BRICK – Preventing seniors from becoming the victims of fraud scams was the objective a special webinar run by several township police officers and hosted by Artis Senior Living of Brick.
Artis is an exclusive memory care community on Jack Martin Boulevard which is open for virtual tours and accepting new residents. Brick Police Sgt. Jim Kelly and officers Sean Flynn and Officer Brenden Barnes spoke during the Zoom meeting held on a recent afternoon.
A few key phrases were emphasized throughout the webinar: “Think before you click. When it doubt, keep them out. It is better to be rude than to be a victim of a scam.”
Megan Trapanese, the community relations director at Artis Senior Living of Brick said the facility opened in February and “we have a lot of growth going and are accepting new residents. We treasure the uniqueness of everyone that lives here.”
“We’ve done some work in the past with Artis and we are we wanted to do a presentation about scams – especially those that target seniors,” Kelly said.
“When these people contact you, they tell you not to tell anyone about the alleged prize or winnings that you are about to receive. It is a very common thing to tell you that you have won any prize and they don’t want you tell anybody because they are calling senior citizens and those would be the easiest victims,” Barnes said.
Barnes added that scammers pressure their target victims to act quickly and threaten legal proceedings if you don’t act quickly. “It is the pressure scam of saying right away ‘You need to do this.’”
“We all have to remember there is no such thing as free money. We tell people never to hesitate to call the police if you feel that you may be becoming a victim because every patrolman in this department has a story of someone who has given away up to $80,000 of their life savings just because they believed they would win a million dollars,” Barnes added.
The officers warned that you should never reveal sensitive information such as a social security number, bank information or personal information over the phone or in an e-mail to anyone that they don’t know.
“Once they have that information nine times out of 10 they will hang up on you as they have no further use of you,” Barnes added.
Should a caller harass you or threaten you with legal action or uses profanity if you don’t pay up that is another tactic they use to scare you. Just hang up. Never pay anything up front and the IRS or other agencies will never call you in relation to collecting money.
“By law it is illegal for anyone to have you pay ahead before you collect your prize. That would be the number one way to know this is a scam,” Barnes added.
Also watch for e-mails which include misspellings, poor grammar and fake looking logos. “You’d think these people who are stealing hundreds of thousands if not millions of dollars would check their grammar but believe it or not they never do,” Barnes said.
The officers also warned potential victims to watch for how a scammer requests payment within their scheme such as through a wire transfer, pre-paid debit cards and other non-traditional ways.
Barnes said that some pharmacies in Brick are so used to this scam that they assist police. Seniors come in to purchase green dot cards which is one type of payment that the scammers want. “They will start questioning them like the police and they help us solve quite a bit of this before the people send the money out.”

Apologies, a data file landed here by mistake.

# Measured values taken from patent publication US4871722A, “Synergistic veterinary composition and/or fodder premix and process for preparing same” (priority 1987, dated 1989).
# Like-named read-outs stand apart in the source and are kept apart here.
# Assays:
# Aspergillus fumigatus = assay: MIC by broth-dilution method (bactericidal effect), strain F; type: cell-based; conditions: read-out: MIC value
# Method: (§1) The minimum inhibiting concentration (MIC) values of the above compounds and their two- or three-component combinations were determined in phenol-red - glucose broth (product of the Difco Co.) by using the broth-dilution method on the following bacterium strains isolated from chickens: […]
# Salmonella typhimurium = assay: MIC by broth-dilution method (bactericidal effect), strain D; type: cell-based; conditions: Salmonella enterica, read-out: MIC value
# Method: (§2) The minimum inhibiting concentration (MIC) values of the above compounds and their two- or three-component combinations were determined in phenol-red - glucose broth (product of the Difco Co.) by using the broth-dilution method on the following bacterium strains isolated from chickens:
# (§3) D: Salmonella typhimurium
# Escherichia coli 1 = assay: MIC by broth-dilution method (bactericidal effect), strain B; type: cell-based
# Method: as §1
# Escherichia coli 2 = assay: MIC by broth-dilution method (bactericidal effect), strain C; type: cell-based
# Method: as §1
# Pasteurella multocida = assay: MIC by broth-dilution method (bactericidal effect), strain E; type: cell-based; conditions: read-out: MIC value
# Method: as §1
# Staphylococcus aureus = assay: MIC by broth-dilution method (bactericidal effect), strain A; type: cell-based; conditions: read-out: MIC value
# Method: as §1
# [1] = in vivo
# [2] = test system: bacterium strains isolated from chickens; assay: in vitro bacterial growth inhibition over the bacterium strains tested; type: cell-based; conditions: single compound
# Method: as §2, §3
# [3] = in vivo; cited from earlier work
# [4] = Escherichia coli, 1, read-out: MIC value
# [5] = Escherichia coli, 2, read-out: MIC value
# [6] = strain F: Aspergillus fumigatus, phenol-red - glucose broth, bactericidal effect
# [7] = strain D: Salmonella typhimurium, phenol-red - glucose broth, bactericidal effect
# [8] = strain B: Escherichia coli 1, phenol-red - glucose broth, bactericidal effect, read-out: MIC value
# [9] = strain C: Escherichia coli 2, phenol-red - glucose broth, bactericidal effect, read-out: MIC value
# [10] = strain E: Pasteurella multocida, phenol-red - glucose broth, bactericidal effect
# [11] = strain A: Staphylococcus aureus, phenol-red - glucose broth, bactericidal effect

Kathleen Barthel attended the webinar and shared her frustration and anger about her father being a victim of a scam and then a second attempt to go after him again. “Once they scam you, they will wait a couple of months and wait for your guard to be down and they will revisit you and that is what this piece of garbage did.”
In Barthel’s father’s case, the first time around the scammer took a screen shot of his bank account. Then they doctored it to look as if he had been over credited. The caller was asking him to “refund” the overpayment through four $500 Target gift cards.
Her 89-year-old father got in his car and he called her to tell him that the man on the phone was claiming he would lose his job unless the payment was made due to the error. “I told him ‘Dad you give him my land line and hang up.’”
Out of worry her father went to Target to purchase the gift cards though they were for only $50 each. “I called his credit card company and they said indeed after he bought the cards there was an attempted purchase of four $1,000 charges to Target. These people are masterminds. They were able to capture his credit card number,” Barthel said adding that they had been able to capture another credit card number as well.
“Fortunately, they were able to intercept the fraudulent purchases,” she said but she is still disputing all but one of the $50 Target gift cards with Target to get reimbursement. “I reported it to the Federal Trade Commission and filed a police report with the Lakewood Police Department. We have since gotten the computer out of my father’s house.”
Barnes said that “here at the police department we get a lot of these scam calls ourselves and a lot of our detectives will talk to these people on the phone and one day and one of our detectives said ‘You and I know I can’t track this call but I need to know what is going on and why are you doing this?’”
The man on the phone said they use the internet to call hundreds of people at once and whoever picks up first they will talk to. He said he was in an office building in Pakistan and he had made $80,000 that day. “He said he knew it was wrong but does it because that is how he pays for college.”